Think back to 1959. Liberation from colonial masters had not yet swept the African continent when this book appeared, but the pressures were building. The US civil rights movement had not yet erupted, but the forces were in motion. Communism and capitalism were fighting a pitched battle for control of hearts and minds, for bodies and land, around the world. Africans would suffer under the proxy wars waged there to keep the Cold War cold.

Achebe tells the tale of Okonkwo, a young man of some fame throughout the nine villages and beyond for his wrestling prowess. He is a product of his land, his culture, his religion, and his people. He represents a way of life which admires and rewards strength, loyalty, hard work, a strong hand, and strict adherence to a social code.

He builds his life, takes wives, works his land, produces boys and girls to honor and carry on his legacy. When duty to the tribe makes demands, he must respond even if that response requires great personal sacrifice.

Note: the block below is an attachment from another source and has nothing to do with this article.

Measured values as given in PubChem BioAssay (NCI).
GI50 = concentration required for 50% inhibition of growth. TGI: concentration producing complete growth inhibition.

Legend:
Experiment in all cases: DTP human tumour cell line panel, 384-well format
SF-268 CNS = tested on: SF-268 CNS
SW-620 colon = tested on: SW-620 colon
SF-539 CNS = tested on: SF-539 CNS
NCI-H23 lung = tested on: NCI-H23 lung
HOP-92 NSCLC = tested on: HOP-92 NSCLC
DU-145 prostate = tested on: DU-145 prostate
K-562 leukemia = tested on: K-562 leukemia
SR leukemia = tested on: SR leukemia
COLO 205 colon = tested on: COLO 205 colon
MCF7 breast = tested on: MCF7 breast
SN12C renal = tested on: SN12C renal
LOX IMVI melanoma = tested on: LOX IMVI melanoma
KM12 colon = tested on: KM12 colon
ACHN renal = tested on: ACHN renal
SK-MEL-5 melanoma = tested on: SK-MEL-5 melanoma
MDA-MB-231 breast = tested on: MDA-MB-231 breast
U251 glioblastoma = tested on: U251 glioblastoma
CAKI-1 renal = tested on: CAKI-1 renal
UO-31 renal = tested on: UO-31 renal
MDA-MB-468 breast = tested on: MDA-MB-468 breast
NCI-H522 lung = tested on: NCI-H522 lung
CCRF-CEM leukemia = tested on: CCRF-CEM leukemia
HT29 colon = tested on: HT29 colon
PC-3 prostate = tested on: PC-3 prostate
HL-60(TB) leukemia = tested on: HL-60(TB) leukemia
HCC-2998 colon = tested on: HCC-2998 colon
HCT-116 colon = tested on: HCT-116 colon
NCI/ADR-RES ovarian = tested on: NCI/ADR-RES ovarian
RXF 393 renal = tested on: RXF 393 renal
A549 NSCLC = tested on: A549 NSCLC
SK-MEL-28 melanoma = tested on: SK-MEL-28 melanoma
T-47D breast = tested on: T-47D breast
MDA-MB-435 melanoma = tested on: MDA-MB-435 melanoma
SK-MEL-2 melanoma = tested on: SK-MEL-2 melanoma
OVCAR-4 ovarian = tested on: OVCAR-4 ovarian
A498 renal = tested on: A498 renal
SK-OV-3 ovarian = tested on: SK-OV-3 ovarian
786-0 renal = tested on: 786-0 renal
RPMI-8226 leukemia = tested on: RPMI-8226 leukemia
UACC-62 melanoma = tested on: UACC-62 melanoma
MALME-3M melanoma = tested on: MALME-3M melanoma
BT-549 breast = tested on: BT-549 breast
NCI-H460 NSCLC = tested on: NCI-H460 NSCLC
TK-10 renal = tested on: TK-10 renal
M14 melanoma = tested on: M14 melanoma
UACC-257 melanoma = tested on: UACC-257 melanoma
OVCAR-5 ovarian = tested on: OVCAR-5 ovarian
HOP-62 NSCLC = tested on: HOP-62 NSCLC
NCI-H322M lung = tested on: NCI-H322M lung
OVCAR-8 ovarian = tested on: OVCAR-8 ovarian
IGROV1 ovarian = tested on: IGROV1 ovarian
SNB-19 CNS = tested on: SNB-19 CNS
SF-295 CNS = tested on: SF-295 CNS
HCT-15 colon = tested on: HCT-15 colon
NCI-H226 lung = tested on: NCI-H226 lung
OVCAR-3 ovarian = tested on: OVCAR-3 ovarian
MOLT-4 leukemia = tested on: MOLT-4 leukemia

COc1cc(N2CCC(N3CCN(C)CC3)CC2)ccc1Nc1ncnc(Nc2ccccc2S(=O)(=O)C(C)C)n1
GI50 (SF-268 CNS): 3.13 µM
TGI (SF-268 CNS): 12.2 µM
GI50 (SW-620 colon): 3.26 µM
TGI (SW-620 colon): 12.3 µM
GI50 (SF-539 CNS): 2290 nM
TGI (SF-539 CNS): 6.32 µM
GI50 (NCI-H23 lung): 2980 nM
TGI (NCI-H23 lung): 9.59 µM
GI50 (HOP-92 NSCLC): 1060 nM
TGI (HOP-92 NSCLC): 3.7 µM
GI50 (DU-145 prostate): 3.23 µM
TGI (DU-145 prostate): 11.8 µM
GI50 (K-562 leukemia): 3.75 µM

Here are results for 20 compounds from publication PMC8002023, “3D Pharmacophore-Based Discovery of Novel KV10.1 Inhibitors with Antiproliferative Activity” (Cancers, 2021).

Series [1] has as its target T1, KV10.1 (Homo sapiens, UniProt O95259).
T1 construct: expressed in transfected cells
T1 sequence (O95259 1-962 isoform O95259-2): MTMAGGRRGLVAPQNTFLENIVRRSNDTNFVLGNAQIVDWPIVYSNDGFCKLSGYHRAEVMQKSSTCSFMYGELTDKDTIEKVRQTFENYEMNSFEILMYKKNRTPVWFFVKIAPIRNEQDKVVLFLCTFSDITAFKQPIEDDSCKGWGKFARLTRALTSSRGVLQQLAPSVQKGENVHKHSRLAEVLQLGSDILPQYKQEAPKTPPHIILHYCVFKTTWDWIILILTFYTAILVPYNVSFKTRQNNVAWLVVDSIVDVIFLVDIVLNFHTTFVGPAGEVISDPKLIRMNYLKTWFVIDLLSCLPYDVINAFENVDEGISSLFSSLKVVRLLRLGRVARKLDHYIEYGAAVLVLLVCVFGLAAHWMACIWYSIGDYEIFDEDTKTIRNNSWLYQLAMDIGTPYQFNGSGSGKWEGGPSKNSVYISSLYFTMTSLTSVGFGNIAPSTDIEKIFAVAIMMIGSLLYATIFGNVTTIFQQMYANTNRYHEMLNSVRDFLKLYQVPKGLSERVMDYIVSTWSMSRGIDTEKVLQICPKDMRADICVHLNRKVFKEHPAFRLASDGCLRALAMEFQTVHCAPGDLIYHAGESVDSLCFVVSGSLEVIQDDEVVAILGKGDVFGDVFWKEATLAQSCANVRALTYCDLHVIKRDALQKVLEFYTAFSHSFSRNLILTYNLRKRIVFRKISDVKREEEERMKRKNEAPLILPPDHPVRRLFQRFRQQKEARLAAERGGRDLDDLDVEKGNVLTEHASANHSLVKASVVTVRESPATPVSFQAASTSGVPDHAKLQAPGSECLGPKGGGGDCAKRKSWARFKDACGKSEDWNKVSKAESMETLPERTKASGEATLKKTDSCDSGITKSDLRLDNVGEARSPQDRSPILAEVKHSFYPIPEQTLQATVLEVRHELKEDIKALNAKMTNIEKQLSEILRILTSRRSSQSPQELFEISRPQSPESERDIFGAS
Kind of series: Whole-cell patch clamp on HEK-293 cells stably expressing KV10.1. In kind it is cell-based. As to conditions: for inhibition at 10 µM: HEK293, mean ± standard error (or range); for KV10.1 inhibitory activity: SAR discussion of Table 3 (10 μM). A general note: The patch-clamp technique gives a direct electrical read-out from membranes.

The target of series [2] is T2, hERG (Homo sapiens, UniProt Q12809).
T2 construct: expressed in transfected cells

You can’t read this book through the prism of your own experience. Part of the mystery of fiction from cultures far afield from your own is the chance it affords to consider how men and women of a certain time and place grappled with the very human issue of living within an exotic social group.

Consider your own social group, and imagine how you would explain your daily and exceptional actions to someone from another religion, from another country, from another language group, from another generation, from another century. Where would you start? Perhaps by considering how you spend a normal day, then how you arrived at the great choices that formed your life. That’s a helluva task to set yourself. In my humble opinion, that was the task Achebe set for himself in writing this book.